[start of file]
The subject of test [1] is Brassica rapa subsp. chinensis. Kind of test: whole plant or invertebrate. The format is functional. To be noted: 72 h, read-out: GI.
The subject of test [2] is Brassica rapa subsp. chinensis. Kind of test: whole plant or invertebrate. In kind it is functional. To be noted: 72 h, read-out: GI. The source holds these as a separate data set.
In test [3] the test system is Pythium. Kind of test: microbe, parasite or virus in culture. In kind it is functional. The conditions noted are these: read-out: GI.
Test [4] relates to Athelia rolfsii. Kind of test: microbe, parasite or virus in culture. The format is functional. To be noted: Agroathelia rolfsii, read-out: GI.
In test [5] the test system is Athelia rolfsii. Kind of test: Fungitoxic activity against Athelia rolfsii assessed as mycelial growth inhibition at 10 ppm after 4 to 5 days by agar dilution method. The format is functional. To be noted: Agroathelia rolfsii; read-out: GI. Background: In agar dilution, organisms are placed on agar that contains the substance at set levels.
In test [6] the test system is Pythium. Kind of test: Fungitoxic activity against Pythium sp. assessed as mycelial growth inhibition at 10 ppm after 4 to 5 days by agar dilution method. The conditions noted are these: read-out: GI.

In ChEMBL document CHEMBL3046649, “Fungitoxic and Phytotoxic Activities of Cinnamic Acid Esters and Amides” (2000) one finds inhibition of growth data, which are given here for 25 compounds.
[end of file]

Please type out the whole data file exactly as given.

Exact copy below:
The subject of test [1] is Brassica rapa subsp. chinensis. Kind of test: whole plant or invertebrate. The format is functional. To be noted: 72 h, read-out: GI.
The subject of test [2] is Brassica rapa subsp. chinensis. Kind of test: whole plant or invertebrate. In kind it is functional. To be noted: 72 h, read-out: GI. The source holds these as a separate data set.
In test [3] the test system is Pythium. Kind of test: microbe, parasite or virus in culture. In kind it is functional. The conditions noted are these: read-out: GI.
Test [4] relates to Athelia rolfsii. Kind of test: microbe, parasite or virus in culture. The format is functional. To be noted: Agroathelia rolfsii, read-out: GI.
In test [5] the test system is Athelia rolfsii. Kind of test: Fungitoxic activity against Athelia rolfsii assessed as mycelial growth inhibition at 10 ppm after 4 to 5 days by agar dilution method. The format is functional. To be noted: Agroathelia rolfsii; read-out: GI. Background: In agar dilution, organisms are placed on agar that contains the substance at set levels.
In test [6] the test system is Pythium. Kind of test: Fungitoxic activity against Pythium sp. assessed as mycelial growth inhibition at 10 ppm after 4 to 5 days by agar dilution method. The conditions noted are these: read-out: GI.

In ChEMBL document CHEMBL3046649, “Fungitoxic and Phytotoxic Activities of Cinnamic Acid Esters and Amides” (2000) one finds inhibition of growth data, which are given here for 25 compounds.